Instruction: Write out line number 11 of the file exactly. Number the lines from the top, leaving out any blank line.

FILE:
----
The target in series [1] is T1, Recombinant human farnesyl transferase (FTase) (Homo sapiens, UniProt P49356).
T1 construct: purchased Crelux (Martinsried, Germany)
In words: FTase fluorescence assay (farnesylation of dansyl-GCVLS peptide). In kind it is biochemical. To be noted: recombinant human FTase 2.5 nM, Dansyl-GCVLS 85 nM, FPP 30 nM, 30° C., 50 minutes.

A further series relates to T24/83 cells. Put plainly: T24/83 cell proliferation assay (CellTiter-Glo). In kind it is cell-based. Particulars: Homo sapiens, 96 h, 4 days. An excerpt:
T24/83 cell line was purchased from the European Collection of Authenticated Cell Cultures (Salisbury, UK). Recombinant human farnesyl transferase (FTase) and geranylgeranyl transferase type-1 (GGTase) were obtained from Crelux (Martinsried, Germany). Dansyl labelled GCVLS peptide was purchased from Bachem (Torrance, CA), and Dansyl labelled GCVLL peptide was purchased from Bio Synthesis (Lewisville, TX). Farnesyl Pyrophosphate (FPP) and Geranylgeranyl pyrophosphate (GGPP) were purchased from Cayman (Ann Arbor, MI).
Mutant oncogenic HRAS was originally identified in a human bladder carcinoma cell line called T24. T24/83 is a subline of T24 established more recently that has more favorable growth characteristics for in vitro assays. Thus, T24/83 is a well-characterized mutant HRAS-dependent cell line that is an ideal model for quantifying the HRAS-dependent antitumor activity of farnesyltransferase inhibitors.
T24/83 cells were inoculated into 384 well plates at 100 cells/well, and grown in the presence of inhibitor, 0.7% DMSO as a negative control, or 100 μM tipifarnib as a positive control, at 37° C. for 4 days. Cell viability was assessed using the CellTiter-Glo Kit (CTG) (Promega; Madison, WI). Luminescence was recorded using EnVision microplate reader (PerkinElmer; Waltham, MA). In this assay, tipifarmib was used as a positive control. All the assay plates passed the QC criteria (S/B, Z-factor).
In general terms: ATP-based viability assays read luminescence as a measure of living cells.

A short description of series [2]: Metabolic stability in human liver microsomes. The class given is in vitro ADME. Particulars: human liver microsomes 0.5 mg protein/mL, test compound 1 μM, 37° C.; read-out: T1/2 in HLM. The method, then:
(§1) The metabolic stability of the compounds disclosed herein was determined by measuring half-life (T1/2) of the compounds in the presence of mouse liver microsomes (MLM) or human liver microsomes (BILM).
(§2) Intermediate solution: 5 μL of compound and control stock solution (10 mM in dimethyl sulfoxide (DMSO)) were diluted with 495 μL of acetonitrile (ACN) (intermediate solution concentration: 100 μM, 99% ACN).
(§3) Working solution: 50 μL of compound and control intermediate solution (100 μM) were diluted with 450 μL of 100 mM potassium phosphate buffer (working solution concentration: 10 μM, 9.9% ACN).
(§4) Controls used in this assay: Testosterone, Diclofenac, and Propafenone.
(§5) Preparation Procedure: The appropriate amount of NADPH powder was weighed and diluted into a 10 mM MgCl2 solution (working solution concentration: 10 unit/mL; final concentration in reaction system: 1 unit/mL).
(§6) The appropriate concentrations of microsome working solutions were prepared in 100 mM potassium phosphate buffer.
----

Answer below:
(§2) Intermediate solution: 5 μL of compound and control stock solution (10 mM in dimethyl sulfoxide (DMSO)) were diluted with 495 μL of acetonitrile (ACN) (intermediate solution concentration: 100 μM, 99% ACN).